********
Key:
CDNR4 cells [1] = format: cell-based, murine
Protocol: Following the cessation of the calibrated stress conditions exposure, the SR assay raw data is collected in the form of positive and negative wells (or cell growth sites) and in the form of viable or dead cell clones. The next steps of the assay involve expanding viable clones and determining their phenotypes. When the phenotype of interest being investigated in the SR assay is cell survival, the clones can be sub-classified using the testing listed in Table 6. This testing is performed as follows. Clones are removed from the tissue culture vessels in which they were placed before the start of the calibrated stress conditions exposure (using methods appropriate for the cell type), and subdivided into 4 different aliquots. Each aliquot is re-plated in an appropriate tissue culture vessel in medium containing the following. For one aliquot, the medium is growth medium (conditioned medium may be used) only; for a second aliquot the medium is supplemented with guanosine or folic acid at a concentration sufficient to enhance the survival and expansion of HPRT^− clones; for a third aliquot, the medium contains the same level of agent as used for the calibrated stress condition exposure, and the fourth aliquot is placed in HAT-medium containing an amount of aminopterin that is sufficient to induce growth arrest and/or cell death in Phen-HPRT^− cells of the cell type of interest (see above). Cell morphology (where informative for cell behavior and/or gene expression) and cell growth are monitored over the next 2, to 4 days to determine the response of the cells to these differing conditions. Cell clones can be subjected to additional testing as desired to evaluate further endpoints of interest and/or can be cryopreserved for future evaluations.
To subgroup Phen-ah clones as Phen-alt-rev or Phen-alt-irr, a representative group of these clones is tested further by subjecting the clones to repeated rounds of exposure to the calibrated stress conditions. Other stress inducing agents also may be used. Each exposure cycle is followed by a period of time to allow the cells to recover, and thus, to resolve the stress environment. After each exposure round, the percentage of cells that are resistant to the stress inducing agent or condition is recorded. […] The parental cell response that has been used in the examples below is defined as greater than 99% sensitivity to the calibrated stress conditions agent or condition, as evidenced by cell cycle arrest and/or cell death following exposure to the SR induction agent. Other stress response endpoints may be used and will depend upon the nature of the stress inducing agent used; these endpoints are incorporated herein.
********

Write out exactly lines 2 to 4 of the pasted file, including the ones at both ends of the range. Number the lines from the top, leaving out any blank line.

CDNR4 cells [1] = format: cell-based, murine
Protocol: Following the cessation of the calibrated stress conditions exposure, the SR assay raw data is collected in the form of positive and negative wells (or cell growth sites) and in the form of viable or dead cell clones. The next steps of the assay involve expanding viable clones and determining their phenotypes. When the phenotype of interest being investigated in the SR assay is cell survival, the clones can be sub-classified using the testing listed in Table 6. This testing is performed as follows. Clones are removed from the tissue culture vessels in which they were placed before the start of the calibrated stress conditions exposure (using methods appropriate for the cell type), and subdivided into 4 different aliquots. Each aliquot is re-plated in an appropriate tissue culture vessel in medium containing the following. For one aliquot, the medium is growth medium (conditioned medium may be used) only; for a second aliquot the medium is supplemented with guanosine or folic acid at a concentration sufficient to enhance the survival and expansion of HPRT^− clones; for a third aliquot, the medium contains the same level of agent as used for the calibrated stress condition exposure, and the fourth aliquot is placed in HAT-medium containing an amount of aminopterin that is sufficient to induce growth arrest and/or cell death in Phen-HPRT^− cells of the cell type of interest (see above). Cell morphology (where informative for cell behavior and/or gene expression) and cell growth are monitored over the next 2, to 4 days to determine the response of the cells to these differing conditions. Cell clones can be subjected to additional testing as desired to evaluate further endpoints of interest and/or can be cryopreserved for future evaluations.
To subgroup Phen-ah clones as Phen-alt-rev or Phen-alt-irr, a representative group of these clones is tested further by subjecting the clones to repeated rounds of exposure to the calibrated stress conditions. Other stress inducing agents also may be used. Each exposure cycle is followed by a period of time to allow the cells to recover, and thus, to resolve the stress environment. After each exposure round, the percentage of cells that are resistant to the stress inducing agent or condition is recorded. […] The parental cell response that has been used in the examples below is defined as greater than 99% sensitivity to the calibrated stress conditions agent or condition, as evidenced by cell cycle arrest and/or cell death following exposure to the SR induction agent. Other stress response endpoints may be used and will depend upon the nature of the stress inducing agent used; these endpoints are incorporated herein.